When Brooke Perez was a young girl, it was like pulling teeth to get her to order what she wanted at a restaurant.
“We’d go to Subway and they’d try to ask her what she wanted on her sandwich, and she was too shy to say anything,” says her mother, Sundi Perez. “Her dad got to where he’d say, ‘Well, I guess you’re not going to eat then.’ ”
Fast forward to Feb. 27, and Brooke is on stage at the Performing Arts Center in Wenatchee, speaking to judges who will decide the 2021 Apple Blossom Festival royalty.
“I was nervous but I kind of got into the zone,” Brooke says. “It was like, it’s just me and the microphone.’ ”
And this poised young woman of 17 nailed her speech and wowed the judges. That night, she was named Apple Blossom Festival queen.
“It was surprising for us,” Sundi said of her and her husband, Louie. “I don’t know where it all came from.”
Brooke knows. But it’s been a long journey.
The shyness was there as long as she can remember back into her childhood. Times were tough back then. Her brother, Brandyn, 12 years older than Brooke, was born with a rare disorder called Charge Syndrome. He was deaf and blind with periodic emotional outbursts.
“It took over our household sometimes,” Brooke says. “It took a toll on my mom.”
Brooke says she learned coping skills and how to help calm him down.
“It taught me a lot about what it means to be a compassionate person,” Brooke says. “He taught me patience.”
Sundi says she thinks that the situation made Brooke’s ingrained shyness worse. With Brandyn’s condition, the family was unusual to other people, and Brooke felt that.
Brandyn died in 2015 when Brooke was in sixth grade. Her other brother, Michael, is 10 years older than her and lives in Rock Island with his own family.
The process of coming out of shyness took years, but it centered around gymnastics, dance and playing violin in the school orchestra.
She started gymnastics at age 5.
“It was an adrenaline rush,” Brooke says. “There are so many eyes on you and your team is cheering for you. You get so into your skill that you forget anything else that ever mattered.”
After two ankle injuries, she moved on to dance at age 14. For the past four years, she’s been doing jazz, lyrical, contemporary, open and hip hop. This past March, she earned the judges choice award at a regional competition in Coeur d’Alene, Idaho.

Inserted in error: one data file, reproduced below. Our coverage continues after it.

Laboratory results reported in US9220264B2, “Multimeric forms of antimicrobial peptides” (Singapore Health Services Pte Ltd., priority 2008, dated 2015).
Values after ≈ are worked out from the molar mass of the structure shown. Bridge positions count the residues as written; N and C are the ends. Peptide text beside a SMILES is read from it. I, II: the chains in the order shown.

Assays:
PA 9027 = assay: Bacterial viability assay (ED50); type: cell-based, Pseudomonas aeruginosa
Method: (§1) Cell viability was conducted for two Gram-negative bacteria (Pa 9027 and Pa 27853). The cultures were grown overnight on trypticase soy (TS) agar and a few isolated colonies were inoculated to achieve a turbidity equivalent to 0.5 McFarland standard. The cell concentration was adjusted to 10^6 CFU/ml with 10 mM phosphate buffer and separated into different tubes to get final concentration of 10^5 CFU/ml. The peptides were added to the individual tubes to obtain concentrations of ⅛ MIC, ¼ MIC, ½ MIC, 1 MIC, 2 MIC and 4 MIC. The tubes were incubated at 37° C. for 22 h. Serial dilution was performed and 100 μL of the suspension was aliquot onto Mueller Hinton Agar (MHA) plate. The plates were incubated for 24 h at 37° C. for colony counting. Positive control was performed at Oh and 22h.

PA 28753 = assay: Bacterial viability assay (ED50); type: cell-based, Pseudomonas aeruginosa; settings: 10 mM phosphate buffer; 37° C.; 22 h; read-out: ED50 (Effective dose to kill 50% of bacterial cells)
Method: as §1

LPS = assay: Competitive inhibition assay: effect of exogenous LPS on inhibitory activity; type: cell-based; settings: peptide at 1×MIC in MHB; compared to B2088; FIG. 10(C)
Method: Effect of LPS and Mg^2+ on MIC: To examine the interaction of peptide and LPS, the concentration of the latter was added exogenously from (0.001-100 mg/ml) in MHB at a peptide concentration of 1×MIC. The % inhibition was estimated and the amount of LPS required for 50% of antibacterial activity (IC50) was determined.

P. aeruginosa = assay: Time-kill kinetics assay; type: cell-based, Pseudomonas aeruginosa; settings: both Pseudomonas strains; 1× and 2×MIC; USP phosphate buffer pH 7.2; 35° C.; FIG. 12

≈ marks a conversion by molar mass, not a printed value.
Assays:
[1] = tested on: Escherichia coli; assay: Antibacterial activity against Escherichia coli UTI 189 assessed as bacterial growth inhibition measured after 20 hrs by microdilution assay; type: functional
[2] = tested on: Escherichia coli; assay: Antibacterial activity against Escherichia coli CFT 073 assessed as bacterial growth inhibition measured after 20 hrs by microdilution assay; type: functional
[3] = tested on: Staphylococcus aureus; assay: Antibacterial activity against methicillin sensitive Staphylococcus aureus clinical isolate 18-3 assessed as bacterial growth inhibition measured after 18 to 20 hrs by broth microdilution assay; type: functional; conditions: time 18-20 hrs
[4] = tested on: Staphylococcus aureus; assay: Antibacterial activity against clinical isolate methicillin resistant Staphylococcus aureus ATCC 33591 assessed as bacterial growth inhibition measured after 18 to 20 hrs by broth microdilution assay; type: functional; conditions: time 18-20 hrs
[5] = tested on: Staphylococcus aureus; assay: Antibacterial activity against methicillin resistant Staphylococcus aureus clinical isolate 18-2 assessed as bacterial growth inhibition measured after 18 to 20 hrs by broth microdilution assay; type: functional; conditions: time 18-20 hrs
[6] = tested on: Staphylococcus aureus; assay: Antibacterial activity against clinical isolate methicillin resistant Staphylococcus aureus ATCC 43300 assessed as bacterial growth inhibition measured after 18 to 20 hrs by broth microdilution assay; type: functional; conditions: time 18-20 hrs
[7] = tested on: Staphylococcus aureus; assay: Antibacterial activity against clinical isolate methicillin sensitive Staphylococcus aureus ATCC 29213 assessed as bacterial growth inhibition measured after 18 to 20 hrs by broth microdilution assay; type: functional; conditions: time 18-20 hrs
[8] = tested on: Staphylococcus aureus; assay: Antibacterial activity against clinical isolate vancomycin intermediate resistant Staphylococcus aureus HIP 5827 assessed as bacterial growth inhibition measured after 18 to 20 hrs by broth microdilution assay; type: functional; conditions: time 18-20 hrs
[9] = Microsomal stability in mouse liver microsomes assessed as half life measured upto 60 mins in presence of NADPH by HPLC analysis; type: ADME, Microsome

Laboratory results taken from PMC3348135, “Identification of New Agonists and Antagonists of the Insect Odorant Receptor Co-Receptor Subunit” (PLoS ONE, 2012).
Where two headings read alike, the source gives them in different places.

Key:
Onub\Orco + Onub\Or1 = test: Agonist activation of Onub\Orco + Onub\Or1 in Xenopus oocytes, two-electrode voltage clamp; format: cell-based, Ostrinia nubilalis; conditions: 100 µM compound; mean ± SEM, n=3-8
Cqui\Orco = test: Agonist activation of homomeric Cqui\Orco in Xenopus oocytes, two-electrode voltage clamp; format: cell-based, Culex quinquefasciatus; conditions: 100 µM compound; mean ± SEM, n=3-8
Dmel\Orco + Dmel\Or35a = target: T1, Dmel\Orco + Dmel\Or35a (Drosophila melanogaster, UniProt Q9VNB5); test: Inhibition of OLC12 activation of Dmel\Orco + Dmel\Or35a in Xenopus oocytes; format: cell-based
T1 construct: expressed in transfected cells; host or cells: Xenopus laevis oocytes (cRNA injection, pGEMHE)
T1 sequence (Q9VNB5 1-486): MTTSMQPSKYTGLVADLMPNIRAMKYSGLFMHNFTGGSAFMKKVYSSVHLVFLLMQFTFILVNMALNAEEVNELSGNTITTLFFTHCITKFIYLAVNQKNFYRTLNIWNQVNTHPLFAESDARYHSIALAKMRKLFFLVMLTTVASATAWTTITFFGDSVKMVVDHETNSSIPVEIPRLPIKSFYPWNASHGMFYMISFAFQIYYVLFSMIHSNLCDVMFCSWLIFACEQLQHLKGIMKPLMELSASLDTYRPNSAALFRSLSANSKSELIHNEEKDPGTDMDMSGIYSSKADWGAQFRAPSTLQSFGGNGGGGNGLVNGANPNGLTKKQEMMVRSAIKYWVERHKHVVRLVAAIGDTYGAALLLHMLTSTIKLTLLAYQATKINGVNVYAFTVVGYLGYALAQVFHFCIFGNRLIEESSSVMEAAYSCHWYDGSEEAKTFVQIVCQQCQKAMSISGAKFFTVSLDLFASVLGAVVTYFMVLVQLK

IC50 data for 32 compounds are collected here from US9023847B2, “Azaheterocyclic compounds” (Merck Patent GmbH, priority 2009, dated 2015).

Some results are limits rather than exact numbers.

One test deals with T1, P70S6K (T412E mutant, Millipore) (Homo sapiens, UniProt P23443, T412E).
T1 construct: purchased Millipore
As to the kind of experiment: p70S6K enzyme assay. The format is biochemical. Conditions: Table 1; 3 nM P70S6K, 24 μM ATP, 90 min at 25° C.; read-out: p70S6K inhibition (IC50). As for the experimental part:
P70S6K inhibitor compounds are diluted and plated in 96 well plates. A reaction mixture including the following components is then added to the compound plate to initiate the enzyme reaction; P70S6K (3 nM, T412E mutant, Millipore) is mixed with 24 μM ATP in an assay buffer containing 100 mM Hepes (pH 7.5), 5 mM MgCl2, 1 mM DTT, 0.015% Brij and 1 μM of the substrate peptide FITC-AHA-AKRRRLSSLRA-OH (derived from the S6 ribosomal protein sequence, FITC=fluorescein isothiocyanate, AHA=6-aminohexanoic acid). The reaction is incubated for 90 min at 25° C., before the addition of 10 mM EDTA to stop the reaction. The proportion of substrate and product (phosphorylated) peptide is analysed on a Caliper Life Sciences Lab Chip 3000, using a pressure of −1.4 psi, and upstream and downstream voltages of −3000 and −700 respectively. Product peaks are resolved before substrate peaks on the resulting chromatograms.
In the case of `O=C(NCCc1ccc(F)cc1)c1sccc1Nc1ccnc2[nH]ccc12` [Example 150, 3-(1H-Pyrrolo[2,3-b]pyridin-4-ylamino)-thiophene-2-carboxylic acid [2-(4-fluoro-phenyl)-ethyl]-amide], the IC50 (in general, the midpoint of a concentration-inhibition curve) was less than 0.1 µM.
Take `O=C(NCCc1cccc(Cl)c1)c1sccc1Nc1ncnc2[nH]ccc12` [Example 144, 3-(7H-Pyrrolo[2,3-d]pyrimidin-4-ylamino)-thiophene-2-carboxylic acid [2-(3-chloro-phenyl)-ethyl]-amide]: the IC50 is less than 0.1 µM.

In sixth grade, she began playing the violin, an instrument her grandfather played.
“I love it,” she says. “There are so many different kinds of music you can play on the violin: modern and classical. You can have this one instrument and it can make this high-pitched noise and it can be bounced off all these other instruments in an orchestra.”
COVID-19 shut down the orchestra where she used to play at Eastmont High School. Now, she says, she plays for her own enjoyment at home.
Brooke is spending her senior year as a Running Start student at Wenatchee Valley College. She also works part time as a receptionist at Wenatchee Dental. Last July, she worked in a cherry orchard as a swamper.
“I got to use some of my Spanish,” she says. “I helped translate for some of the workers. It was great to build relationships with them and it made the job fun.”
At school, Brooke says, she enjoys math and science but has found she also likes writing. She plans to study biology at Seattle Pacific University this fall. She says she isn’t sure what she will do after getting a degree but hopes to work in the health-care field, maybe working with people with special needs.
Being queen, Brooke says, is an honor.
“Growing up, I knew the royalty played a big part in our community. I always thought, ‘Wow.’ They were real celebrities to me.”
She decided to try out this year with a “why not” attitude.
“I knew I could take the skills I’d learn with me anywhere — for a job, college, anything,” she says. “You learn so much. There are volunteers teaching you how to do make-up, about time management, speech presentation, how to have poise, how to hold yourself with confidence.”
She says she is looking forward to the combined grand parade and youth parade on June 12, especially after the pandemic cancelled the big festival events last year.
“I’m so excited to see all the people lining the streets and coming back together again,”she says. “I am excited to see the little girls and their faces. You don’t realize how much of a role model you are to them; their eyes light up and you can’t even explain the feeling.”
Her parents will be watching too, but their eyes will be on their daughter.
“She’s found herself and just has this absolute drive,” Sundi says. “She know what she wants to do and has the assurance about her in who she wants to be. It’s like, ‘wow.’ And we’re just choked up with pride.”